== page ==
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« 1920s Etiquette - How Much To Expect of an Escort | Main | 1920s Etiquette - Who Carries Her Cloak? »

1920s Etiquette - Bad Form in Dress

This is the second installment in the "Art Deco Etiquette" series, which takes as its core, the weekly column "Conduct and Common Sense" by Anne Singleton, which was printed in Vogue and the Washington Post. This article is of particular interest, not only because it catches Miss Singleton at her most waspish (and amusing), but also because it gives some idea of 1920s notions of appropriate dress and coiffure. This one comes from September of 1926.

As I sat in a subway train the other day I noticed three women sitting opposite me; a middle-aged one, a girl of 20 or so, and a flapper of, I should think, 16, possibly 17. The older woman wore deep rusty black. She had no hat on, and her colored hair hung in disordered curls about her cheeks. It was just at the awful length that makes a woman look like a witch. The length that is neither short nor long, but just wrong, and very common. Need I say that she was chewing gum?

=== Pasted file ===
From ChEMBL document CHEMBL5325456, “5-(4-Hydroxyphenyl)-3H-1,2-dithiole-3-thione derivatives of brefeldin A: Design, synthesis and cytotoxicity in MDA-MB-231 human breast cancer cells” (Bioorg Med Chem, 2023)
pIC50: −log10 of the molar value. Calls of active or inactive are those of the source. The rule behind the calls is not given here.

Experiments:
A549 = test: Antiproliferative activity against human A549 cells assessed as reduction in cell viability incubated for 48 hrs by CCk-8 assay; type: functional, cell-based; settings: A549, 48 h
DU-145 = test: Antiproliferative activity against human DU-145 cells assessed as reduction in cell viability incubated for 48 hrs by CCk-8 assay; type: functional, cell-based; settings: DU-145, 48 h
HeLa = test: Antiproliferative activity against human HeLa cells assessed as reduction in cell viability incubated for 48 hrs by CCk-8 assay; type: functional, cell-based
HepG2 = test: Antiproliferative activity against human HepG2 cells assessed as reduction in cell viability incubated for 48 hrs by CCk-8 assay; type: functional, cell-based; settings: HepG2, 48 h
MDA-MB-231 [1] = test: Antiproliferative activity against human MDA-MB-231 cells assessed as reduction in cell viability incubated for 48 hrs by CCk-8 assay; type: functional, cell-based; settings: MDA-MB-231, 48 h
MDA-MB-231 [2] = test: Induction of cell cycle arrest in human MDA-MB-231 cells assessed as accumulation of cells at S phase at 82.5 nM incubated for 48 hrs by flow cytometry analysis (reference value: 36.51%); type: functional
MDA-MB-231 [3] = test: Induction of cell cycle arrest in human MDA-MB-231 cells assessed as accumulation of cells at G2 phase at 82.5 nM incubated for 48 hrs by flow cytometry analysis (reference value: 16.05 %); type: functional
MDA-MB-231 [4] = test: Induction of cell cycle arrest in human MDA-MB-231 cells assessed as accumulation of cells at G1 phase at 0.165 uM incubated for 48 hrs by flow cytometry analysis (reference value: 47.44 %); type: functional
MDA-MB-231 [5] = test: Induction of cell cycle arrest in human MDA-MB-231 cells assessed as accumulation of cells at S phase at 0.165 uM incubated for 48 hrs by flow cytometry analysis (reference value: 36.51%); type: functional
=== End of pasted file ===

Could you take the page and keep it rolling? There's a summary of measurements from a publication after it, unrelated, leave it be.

The girl of 20 was quite pretty, neatly dressed and self-respecting in appearance and manner. Her shoes were trim, her stockings fitted without wrinkles, her costume was simple, and she had a plain, well-shaped hat set well down on her head.

The flapper had on a blue one-piece dress trimmed with pink, not bad in itself, but too short and too tightly fitting, she had under it nothing, I should say, but a pair of tights. Those were easily to be seen, for she had her legs crossed, and, as her stockings were rolled well below her fat knees, the amount of pink leg she showed was appalling. Her hair, also, was of the wrong length, in an untidy, hanging bunch over her right ear, and she had no hat. There never was a girl worse dressed for an outing.

To my surprise, I found the three were together. What worried me was this. I knew, and any respectable observer would have known, that the middle girl was well dressed and nice looking, but why didn't her companions know it and take example? One glance in any glass ought to have made the older woman cover her hideous hair, and the flapper pull up her stockings. Common sense should have directed them both not to make guys of themselves; but then, common sense doesn't keep the fat-haunched, stubily built girls out of knickers in the city streets, so why should it keep fat-legged flappers from showing their knees? Perhaps if they knew fashion fainted at the sight of them all, they might be better advised.